Guillermo Morán, the man who brought Eco-Delight Coffee to Sonoma County

Ricardo Ibarra
Written by Ricardo Ibarra

[Spanish version]

We only had 20 minutes to talk. The precise time Guillermo Moran needed for the coffee beans to reach its right roast in the production cellar of Eco-Delight Coffee in Petaluma, a coffee initiative the 63-year-old man undertook in Sonoma County in 2015.

— Where does your passion for coffee come from?

— I come from a coffee family of the Republic of El Salvador, in the department of Ahuachapan. My family has been there for six generations, growing coffee in the mountains of Apaneca and Amatepec, which is where a good part of the coffee plantations in El Salvador are.

I had the good fortune of being exposed to coffee production from a very young age. My father had three coffee farms that had been inherited from his grandparents and grandfather from his great-grandfather, from generation to generation until it came into my hands. And now I have a daughter who will be part of the seventh generation.

— What has been your relationship with this legacy?

— Since I was a child, I related to the farmworkers children. They were my playmates. I looked forward to summer vacations because those days coincided with the coffee harvest. The whole family would move to the farms and lived there for three months.

I always kept in mind that I had the great advantage of attending private schools, private universities, had good public health, a good house and those boys, who were my playmates, did not have those opportunities because they were the farmworkers children.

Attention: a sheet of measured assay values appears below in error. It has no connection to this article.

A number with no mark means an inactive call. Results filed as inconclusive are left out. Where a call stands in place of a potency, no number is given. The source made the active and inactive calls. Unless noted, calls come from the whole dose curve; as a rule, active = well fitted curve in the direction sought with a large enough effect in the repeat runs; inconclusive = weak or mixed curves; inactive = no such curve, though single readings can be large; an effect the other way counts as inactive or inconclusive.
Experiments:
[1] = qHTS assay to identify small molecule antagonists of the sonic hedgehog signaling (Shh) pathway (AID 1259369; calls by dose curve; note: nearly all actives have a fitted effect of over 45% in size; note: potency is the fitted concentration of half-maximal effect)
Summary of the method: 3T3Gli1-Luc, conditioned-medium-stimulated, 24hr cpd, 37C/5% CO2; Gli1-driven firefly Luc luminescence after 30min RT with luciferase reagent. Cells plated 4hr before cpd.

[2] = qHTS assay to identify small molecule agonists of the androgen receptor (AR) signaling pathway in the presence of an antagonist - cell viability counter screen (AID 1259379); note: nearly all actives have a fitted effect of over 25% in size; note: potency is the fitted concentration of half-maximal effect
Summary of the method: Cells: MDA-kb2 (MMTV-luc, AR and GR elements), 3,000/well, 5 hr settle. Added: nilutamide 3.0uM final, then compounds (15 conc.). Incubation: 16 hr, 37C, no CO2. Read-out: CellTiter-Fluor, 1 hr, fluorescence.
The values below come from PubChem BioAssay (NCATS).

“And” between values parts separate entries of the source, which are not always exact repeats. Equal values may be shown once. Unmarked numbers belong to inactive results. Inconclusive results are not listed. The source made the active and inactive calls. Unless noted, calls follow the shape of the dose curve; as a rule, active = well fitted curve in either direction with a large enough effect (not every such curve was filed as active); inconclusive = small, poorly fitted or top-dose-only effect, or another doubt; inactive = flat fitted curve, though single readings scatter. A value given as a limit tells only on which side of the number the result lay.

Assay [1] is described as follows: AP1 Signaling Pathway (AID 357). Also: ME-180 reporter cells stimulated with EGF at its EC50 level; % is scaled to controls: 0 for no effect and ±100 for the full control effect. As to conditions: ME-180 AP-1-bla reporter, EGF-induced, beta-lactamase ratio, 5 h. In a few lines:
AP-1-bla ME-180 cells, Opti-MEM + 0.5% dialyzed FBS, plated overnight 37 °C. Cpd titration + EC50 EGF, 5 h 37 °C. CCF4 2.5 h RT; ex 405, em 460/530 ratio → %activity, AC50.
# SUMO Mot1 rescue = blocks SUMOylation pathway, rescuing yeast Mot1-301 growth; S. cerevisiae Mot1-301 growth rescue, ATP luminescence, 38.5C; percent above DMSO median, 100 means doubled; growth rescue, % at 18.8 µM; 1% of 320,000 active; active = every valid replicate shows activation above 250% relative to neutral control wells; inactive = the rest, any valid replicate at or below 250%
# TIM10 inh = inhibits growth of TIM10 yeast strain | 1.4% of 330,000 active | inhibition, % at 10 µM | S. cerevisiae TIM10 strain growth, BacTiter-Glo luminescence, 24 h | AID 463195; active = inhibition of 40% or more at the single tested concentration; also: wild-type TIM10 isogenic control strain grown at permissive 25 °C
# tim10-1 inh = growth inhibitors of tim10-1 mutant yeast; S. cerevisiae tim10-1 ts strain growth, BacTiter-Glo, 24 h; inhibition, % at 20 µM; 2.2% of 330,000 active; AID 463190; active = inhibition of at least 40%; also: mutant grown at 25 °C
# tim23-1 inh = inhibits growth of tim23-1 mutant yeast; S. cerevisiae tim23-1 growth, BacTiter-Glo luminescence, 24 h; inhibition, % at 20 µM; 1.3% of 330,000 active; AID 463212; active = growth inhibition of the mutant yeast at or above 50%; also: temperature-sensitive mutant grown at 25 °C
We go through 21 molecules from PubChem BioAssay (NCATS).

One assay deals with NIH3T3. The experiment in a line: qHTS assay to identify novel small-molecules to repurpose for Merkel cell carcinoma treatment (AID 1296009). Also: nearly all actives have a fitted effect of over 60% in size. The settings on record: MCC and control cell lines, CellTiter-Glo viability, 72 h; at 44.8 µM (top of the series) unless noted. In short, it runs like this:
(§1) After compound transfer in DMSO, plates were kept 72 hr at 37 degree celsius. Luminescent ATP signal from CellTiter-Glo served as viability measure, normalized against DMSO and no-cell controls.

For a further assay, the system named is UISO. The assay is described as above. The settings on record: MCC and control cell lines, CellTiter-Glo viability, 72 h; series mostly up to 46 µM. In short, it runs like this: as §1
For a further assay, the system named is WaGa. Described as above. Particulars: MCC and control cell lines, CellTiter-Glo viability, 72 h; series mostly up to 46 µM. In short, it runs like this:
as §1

Once I grew up, this came into my hands. I had the good fortune to study chemical engineering at the University of Texas in Austin and then I got a master’s degree in business administration at the University of Pennsylvania at the Wharton business school. I graduated in 1983. At that time, I returned to El Salvador and we were immersed in a violent and bloody civil war that devastated the country. There I began to think that we could not just be coffee producers, we had to break the paradigm. I took advantage of the new commercial treaties to try to bring coffee to the United States and give it an added value in order to give more money to our producers and at the same time they could help support their own workers so that they had a more dignified living condition.

— What do you mean when you say ‘give it an added value’?

— We as coffee producers, have generally sold green coffee beans to roasting consortia here in the United States, such as Starbucks, Peet’s, General Foods and Folgers, but they pay us relatively little for our coffee because they give it added value. They toast it, market it, pack it and sell it. What they pay us for our pound of coffee —which is generally less than one dollar per pound— because they end up selling it at 15, 16 dollars a pound. That is the added value to which I am referring.